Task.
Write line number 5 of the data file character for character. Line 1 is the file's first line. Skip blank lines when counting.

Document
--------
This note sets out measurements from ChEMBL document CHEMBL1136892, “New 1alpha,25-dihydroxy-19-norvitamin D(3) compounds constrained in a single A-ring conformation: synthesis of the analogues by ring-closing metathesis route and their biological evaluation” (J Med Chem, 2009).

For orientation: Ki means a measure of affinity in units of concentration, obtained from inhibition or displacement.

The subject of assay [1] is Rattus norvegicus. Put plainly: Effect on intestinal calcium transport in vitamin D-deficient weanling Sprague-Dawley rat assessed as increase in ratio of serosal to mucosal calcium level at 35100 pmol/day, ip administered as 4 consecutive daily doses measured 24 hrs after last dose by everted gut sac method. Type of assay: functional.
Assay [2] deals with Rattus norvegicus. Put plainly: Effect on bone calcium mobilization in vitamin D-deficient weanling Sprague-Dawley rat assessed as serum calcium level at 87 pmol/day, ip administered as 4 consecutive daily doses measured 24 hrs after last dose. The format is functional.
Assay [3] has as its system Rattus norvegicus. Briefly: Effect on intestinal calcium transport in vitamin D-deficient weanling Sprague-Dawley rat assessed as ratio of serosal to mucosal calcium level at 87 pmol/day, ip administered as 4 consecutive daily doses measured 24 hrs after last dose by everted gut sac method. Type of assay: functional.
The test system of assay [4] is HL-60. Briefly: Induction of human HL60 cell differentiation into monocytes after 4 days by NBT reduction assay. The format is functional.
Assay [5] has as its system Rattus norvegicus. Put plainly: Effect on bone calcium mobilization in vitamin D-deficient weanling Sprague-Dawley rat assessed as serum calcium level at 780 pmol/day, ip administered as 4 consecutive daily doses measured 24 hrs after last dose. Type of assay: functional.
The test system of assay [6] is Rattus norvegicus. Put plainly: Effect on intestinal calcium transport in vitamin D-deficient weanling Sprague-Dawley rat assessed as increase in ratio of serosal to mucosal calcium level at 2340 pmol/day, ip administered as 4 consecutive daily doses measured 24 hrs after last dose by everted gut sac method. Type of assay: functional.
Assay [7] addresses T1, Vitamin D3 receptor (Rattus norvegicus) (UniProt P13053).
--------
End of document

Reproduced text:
Assay [3] has as its system Rattus norvegicus. Briefly: Effect on intestinal calcium transport in vitamin D-deficient weanling Sprague-Dawley rat assessed as ratio of serosal to mucosal calcium level at 87 pmol/day, ip administered as 4 consecutive daily doses measured 24 hrs after last dose by everted gut sac method. Type of assay: functional.